You guys know we love a good 2x4 (you can see our full 2x4 series here) and we still had several sitting in our garage just waiting to turn into a fence. We love them because they are easy to work with and pretty affordable, not to mention sturdy - they hold up houses for goodness sake!
Throw a couple rolls of chicken wire in the mix and you're on your way to garden bliss. It takes a little work to get it all together, but the process is pretty straightforward and it's totally worth to protect your future produce!
Before we did any digging, we drew up a plan for the garden. We decided on the size and placement of the second and third beds and allowed at least two feet of space in all the pathways. We marked the spacing of the posts 6' apart, except at the gateways where they would be just 3' apart.
We also called JULIE to make sure there weren't any pipes or lines running where we planned to dig. You'll need to check your state or local requirements, but these guys send someone out for free to mark any no-dig zones so it was definitely worth a call just to be safe. The gave us a big "OK" (literally. they spray painted "ok" in the grass.) and we were ready to go.
We parked the little fellas in the shade while we worked away.
Here's how the actual fence went down. We started by marking the spots were the posts would go. After reading about a few other fences and seeing everything from 4 - 8' spacing, we decided to go with 6' between our posts (which was perfect because a 12' 2x4 could span two 6' spaces). Husband went through and dug a hole at each spot about 6" deep. Ideally we would have gone a little deeper, but it turns out our soil turns pretty rocky after 6" and we just had a little shovel to work with. Anyway, 6" ended up being good enough for this application.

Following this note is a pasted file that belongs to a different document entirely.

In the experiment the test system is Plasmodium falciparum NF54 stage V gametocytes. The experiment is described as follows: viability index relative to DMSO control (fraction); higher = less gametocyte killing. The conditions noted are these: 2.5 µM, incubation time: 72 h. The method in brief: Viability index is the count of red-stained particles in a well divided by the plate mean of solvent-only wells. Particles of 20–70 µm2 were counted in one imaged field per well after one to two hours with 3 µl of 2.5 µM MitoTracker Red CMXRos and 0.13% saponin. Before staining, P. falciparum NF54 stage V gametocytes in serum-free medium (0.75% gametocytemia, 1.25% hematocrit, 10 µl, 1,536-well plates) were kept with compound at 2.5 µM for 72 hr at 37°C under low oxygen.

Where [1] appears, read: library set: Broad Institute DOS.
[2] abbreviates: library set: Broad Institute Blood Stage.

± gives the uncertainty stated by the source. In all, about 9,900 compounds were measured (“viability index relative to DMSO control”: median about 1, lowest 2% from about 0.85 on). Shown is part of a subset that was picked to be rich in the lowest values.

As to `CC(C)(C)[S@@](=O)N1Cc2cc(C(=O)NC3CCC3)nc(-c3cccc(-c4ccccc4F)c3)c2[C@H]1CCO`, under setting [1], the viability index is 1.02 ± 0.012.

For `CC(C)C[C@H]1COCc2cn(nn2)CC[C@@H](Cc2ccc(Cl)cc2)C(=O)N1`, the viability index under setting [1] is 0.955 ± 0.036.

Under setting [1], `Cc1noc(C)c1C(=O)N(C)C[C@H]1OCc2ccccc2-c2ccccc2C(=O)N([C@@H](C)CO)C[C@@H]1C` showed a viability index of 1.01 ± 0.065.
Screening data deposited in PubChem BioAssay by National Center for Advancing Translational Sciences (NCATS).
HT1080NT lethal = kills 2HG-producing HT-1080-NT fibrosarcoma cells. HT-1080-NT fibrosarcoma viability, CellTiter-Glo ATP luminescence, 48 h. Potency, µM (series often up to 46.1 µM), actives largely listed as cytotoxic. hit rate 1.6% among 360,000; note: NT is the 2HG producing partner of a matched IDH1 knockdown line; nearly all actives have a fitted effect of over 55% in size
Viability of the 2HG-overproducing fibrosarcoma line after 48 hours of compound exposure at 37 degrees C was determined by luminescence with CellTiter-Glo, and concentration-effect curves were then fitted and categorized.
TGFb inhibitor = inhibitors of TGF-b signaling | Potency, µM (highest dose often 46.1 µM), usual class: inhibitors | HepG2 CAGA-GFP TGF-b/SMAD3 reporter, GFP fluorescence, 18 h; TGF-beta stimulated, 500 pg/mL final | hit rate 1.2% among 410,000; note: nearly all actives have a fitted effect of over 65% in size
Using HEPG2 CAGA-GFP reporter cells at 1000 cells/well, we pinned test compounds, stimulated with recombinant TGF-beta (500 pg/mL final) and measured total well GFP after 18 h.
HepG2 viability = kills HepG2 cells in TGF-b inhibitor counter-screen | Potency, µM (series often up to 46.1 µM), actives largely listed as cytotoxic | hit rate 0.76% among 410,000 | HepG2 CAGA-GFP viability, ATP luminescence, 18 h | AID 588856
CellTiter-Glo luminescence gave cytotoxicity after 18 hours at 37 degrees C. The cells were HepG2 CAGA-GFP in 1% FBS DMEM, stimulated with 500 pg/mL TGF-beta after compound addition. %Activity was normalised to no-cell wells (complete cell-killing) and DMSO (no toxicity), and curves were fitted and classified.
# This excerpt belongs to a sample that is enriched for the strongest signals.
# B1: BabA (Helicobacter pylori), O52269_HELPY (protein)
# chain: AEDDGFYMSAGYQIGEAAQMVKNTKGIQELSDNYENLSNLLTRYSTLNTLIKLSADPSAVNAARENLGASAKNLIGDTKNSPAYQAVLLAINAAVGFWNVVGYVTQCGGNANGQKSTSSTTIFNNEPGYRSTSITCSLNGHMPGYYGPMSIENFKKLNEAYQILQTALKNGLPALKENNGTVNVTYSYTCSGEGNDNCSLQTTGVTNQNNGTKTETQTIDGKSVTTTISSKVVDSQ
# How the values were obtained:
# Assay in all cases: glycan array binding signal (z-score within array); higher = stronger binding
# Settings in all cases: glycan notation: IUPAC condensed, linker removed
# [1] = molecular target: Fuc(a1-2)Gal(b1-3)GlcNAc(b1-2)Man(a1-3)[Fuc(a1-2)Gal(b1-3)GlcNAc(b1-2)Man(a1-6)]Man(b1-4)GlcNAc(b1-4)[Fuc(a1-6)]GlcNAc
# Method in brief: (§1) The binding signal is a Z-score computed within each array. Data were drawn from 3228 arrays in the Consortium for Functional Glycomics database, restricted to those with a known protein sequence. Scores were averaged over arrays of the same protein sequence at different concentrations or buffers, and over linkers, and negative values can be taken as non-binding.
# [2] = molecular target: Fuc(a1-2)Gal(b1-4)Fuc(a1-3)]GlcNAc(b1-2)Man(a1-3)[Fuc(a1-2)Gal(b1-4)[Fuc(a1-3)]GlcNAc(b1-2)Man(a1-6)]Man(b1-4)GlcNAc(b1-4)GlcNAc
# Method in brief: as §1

Nice little hole. I don't know how he made them just the right shape. Mad shovel skills.
We cut our posts 36" long, so we got four posts from each 12' board. I put the corner posts in first, used a level to get them nice and straight, then packed some dirt around them to keep in place.
Once the corners were in, I tied a string to connect them. The string worked as a guide to help me make sure the boards were perfectly in line. I worked my way around making sure each post was level and in line with the string. I also would lay a long board across the top of the posts to make sure the tops were level. If something was off I would dig a little deeper or raise it up a bit to get it back in line.
Which got us to here:
For the most part just packing dirt in around the posts was good enough, but I knew the posts for the gate would need something more. On the hinge side of each gate there are two posts close together that have to support the weight of the gate, along with one post 3' away that holds the lock so it will get smacked around quite a bit.
The easiest solution we came up with was to just pour a little concrete around the base of these posts.
We used some left over mix from our concrete countertops. You know, because we're all about free.
I just used a bucket and trowel to mix up a little until it was a nice consistency. Think thick pancake batter.
Then I just dug out around the base of each post a little and poured concrete in up to ground level.